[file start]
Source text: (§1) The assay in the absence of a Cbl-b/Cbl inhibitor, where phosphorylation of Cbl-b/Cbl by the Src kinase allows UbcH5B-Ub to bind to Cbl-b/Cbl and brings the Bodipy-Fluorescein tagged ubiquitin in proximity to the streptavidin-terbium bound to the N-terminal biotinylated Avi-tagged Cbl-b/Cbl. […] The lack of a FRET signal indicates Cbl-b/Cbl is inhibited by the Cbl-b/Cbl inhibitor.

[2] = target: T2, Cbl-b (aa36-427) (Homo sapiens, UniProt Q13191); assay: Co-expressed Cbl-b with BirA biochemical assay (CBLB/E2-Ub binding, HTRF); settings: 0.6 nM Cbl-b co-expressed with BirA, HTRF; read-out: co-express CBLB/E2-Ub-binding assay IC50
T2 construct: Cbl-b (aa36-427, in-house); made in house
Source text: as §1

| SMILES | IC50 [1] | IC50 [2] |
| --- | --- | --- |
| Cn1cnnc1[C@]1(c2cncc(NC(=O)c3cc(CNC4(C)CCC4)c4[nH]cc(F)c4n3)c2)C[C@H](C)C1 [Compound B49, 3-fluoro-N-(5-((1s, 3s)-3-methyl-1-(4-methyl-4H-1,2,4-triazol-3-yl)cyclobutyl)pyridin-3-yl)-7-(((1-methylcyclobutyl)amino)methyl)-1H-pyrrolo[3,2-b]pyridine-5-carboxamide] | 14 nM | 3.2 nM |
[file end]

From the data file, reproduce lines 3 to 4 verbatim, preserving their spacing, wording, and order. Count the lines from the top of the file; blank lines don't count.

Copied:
T2 construct: Cbl-b (aa36-427, in-house); made in house
Source text: as §1